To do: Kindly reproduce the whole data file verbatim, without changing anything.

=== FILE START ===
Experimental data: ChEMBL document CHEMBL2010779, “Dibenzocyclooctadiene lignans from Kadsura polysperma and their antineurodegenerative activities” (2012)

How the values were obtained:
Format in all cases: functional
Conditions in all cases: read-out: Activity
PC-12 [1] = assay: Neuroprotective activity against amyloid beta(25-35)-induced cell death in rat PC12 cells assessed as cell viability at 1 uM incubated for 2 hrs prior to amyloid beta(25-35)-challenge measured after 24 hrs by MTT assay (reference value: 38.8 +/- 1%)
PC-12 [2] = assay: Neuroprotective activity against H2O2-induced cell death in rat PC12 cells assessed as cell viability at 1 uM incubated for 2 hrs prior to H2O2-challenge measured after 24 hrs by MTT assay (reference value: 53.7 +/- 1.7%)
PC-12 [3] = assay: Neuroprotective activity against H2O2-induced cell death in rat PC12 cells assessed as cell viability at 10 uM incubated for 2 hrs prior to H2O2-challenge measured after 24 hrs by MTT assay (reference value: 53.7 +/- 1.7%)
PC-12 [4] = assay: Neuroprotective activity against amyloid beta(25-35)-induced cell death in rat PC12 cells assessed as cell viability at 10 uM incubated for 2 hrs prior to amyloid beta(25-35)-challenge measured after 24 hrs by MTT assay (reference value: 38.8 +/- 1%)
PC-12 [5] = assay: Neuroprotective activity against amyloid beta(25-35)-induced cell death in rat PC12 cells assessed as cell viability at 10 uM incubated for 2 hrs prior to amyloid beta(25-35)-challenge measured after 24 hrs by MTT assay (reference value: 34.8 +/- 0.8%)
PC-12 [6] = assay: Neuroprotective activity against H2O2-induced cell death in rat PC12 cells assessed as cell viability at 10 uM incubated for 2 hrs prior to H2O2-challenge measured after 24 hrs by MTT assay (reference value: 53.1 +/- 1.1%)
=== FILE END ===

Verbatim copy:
Experimental data: ChEMBL document CHEMBL2010779, “Dibenzocyclooctadiene lignans from Kadsura polysperma and their antineurodegenerative activities” (2012)

How the values were obtained:
Format in all cases: functional
Conditions in all cases: read-out: Activity
PC-12 [1] = assay: Neuroprotective activity against amyloid beta(25-35)-induced cell death in rat PC12 cells assessed as cell viability at 1 uM incubated for 2 hrs prior to amyloid beta(25-35)-challenge measured after 24 hrs by MTT assay (reference value: 38.8 +/- 1%)
PC-12 [2] = assay: Neuroprotective activity against H2O2-induced cell death in rat PC12 cells assessed as cell viability at 1 uM incubated for 2 hrs prior to H2O2-challenge measured after 24 hrs by MTT assay (reference value: 53.7 +/- 1.7%)
PC-12 [3] = assay: Neuroprotective activity against H2O2-induced cell death in rat PC12 cells assessed as cell viability at 10 uM incubated for 2 hrs prior to H2O2-challenge measured after 24 hrs by MTT assay (reference value: 53.7 +/- 1.7%)
PC-12 [4] = assay: Neuroprotective activity against amyloid beta(25-35)-induced cell death in rat PC12 cells assessed as cell viability at 10 uM incubated for 2 hrs prior to amyloid beta(25-35)-challenge measured after 24 hrs by MTT assay (reference value: 38.8 +/- 1%)
PC-12 [5] = assay: Neuroprotective activity against amyloid beta(25-35)-induced cell death in rat PC12 cells assessed as cell viability at 10 uM incubated for 2 hrs prior to amyloid beta(25-35)-challenge measured after 24 hrs by MTT assay (reference value: 34.8 +/- 0.8%)
PC-12 [6] = assay: Neuroprotective activity against H2O2-induced cell death in rat PC12 cells assessed as cell viability at 10 uM incubated for 2 hrs prior to H2O2-challenge measured after 24 hrs by MTT assay (reference value: 53.1 +/- 1.1%)